Project management has long been a people-led aspect of the workplace, but that has slowly been changing. Trends in automation, big data and AI have not only ushered in a new wave of project management applications, but they have led to a stronger culture of people willing to use them. Today, one of the startups building a platform for the next generation of project management is announcing some funding — a sign of the traction it’s getting in the market.
Forecast, a platform and startup of the same name that uses AI to help with project management and resource planning — put simply, it uses artificial intelligence to both “read” and integrate data from different enterprise applications in order to build a bigger picture of the project and potential outcomes — has raised $19 million to continue building out its business.
The company plans to use some of the funding to expand to the U.S., and some to continue building out its platform and business, headquartered in London with a development office also in Copenhagen.
This funding, a Series A, comes less than a year after the startup’s commercial launch, and it was led by Balderton Capital, with previous investors Crane Ventures Partners, SEED Capital and Heartcore also participating.
Forecast closed a seed round in November 2019 and then launched just as the pandemic was kicking off. It was a time when some projects were indeed put on ice, but others that went ahead did so with more caution on all sorts of fronts — financial, organizational and technical. It turned out to be a “right place, right time” moment for Forecast, a tool that plays directly into providing a technical platform to manage all of that in a better way, and it tripled revenues during the year. Its customers include the likes of the NHS, the Red Cross, Etain and more. It says over 150,000 projects have been created and run through its platform to date.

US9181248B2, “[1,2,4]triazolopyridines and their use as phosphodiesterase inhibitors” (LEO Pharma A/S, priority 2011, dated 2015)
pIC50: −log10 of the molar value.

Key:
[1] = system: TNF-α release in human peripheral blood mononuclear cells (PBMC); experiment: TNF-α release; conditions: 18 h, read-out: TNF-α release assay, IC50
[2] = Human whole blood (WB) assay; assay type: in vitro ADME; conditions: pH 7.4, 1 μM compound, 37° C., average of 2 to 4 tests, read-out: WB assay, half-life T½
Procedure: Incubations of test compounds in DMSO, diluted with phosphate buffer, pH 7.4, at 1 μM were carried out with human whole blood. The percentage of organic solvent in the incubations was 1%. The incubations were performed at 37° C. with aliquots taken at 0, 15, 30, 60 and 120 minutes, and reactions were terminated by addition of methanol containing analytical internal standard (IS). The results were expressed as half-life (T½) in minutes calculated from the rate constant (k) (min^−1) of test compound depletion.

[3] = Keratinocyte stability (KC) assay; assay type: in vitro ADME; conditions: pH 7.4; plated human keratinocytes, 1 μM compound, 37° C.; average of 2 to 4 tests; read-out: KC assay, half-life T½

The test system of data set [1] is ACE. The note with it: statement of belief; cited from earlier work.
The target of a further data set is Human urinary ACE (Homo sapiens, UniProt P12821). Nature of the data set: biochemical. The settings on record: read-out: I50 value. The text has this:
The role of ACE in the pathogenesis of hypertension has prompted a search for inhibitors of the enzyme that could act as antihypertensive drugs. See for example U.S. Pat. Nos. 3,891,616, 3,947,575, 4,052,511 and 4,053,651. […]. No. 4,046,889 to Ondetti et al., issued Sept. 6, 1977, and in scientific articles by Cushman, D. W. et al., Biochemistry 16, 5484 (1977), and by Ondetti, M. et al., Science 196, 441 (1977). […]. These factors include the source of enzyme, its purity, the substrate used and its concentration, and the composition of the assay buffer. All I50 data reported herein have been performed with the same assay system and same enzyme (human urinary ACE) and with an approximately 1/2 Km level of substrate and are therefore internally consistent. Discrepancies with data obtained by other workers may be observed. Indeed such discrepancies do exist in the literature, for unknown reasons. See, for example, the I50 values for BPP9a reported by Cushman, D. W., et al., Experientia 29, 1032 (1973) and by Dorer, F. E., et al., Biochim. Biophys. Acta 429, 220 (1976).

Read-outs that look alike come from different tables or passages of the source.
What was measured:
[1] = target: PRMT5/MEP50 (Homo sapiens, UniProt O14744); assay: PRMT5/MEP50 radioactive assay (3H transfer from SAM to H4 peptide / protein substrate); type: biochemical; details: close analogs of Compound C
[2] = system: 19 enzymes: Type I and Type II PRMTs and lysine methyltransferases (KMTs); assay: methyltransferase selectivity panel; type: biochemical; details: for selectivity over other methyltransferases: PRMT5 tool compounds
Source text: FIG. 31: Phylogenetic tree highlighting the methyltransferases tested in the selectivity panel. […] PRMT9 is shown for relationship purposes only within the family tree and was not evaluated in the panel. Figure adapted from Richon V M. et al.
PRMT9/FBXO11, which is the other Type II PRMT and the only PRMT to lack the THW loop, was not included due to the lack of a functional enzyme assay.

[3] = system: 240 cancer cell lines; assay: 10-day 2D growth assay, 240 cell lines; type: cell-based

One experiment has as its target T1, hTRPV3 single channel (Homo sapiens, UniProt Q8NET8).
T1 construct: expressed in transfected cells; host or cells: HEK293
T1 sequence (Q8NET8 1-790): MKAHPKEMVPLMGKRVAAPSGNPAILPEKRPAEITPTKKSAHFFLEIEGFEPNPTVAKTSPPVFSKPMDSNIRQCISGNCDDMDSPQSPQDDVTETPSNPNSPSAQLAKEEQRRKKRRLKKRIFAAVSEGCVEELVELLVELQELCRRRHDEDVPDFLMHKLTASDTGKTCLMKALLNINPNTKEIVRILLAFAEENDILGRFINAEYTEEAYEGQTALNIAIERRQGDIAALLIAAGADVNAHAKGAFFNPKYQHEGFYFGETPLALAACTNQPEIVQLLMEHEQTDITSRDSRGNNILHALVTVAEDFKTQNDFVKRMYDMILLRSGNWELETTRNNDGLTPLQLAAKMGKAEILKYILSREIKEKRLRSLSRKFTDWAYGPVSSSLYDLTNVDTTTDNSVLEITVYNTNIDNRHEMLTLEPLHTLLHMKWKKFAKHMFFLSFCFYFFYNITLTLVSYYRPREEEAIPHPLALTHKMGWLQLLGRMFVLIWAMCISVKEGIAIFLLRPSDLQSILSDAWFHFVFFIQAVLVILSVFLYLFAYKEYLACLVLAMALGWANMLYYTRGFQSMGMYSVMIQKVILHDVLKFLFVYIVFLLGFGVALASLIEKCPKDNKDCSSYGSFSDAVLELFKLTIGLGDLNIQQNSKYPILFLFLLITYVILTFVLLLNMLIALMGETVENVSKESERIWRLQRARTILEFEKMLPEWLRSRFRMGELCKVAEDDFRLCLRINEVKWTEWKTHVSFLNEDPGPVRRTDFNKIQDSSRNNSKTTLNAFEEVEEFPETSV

Project management — the process of planning what you need to do, assigning resources to the task and tracking how well all of that actually goes to plan — has long been stuck between a rock and a hard place in the world of work.
It can be essential to getting things done, especially when there are multiple departments or stakeholders involved; yet it’s forever an inexact science that often does not reflect all the complexities of an actual project, and therefore may not be as useful as it could or should be.
This was a predicament that founder and CEO Dennis Kayser knew all too well, having been an engineer and technical lead on a number of big projects himself. His pedigree is an interesting one: One of his early jobs was as a developer at Varien, where he built the first version of Magento. (The company was eventually rebranded as Magento and then acquired by eBay, then spun out, then acquired again, this time by Adobe for nearly $1.7 billion, and is now a huge player in the world of e-commerce tools.) He also spent years as a consultant at IBM, where among other things he helped build and formulate the first versions of ikea.com.
In those and other projects, he saw the pitfalls of project management not done right — not just in terms of having the right people on a project at the right time, but the resource planning needed, better calculations of financial outcomes in the event of a decision going one way or the other, and so on.